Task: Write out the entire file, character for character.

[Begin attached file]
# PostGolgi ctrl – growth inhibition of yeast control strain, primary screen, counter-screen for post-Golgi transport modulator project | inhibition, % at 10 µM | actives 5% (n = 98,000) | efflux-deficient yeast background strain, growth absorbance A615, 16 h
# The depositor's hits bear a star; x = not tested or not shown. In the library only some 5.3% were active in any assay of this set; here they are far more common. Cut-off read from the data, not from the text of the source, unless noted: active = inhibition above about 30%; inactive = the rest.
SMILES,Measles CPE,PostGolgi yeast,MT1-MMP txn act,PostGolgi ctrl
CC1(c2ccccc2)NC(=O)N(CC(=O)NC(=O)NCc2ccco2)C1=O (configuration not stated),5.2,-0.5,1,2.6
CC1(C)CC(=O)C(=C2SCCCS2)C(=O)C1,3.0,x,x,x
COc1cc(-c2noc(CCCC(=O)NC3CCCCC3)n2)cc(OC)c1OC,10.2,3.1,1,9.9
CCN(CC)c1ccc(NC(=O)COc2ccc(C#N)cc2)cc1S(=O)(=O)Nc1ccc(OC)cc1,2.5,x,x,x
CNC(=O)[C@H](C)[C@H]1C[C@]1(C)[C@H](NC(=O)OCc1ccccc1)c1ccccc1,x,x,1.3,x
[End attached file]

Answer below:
# PostGolgi ctrl – growth inhibition of yeast control strain, primary screen, counter-screen for post-Golgi transport modulator project | inhibition, % at 10 µM | actives 5% (n = 98,000) | efflux-deficient yeast background strain, growth absorbance A615, 16 h
# The depositor's hits bear a star; x = not tested or not shown. In the library only some 5.3% were active in any assay of this set; here they are far more common. Cut-off read from the data, not from the text of the source, unless noted: active = inhibition above about 30%; inactive = the rest.
SMILES,Measles CPE,PostGolgi yeast,MT1-MMP txn act,PostGolgi ctrl
CC1(c2ccccc2)NC(=O)N(CC(=O)NC(=O)NCc2ccco2)C1=O (configuration not stated),5.2,-0.5,1,2.6
CC1(C)CC(=O)C(=C2SCCCS2)C(=O)C1,3.0,x,x,x
COc1cc(-c2noc(CCCC(=O)NC3CCCCC3)n2)cc(OC)c1OC,10.2,3.1,1,9.9
CCN(CC)c1ccc(NC(=O)COc2ccc(C#N)cc2)cc1S(=O)(=O)Nc1ccc(OC)cc1,2.5,x,x,x
CNC(=O)[C@H](C)[C@H]1C[C@]1(C)[C@H](NC(=O)OCc1ccccc1)c1ccccc1,x,x,1.3,x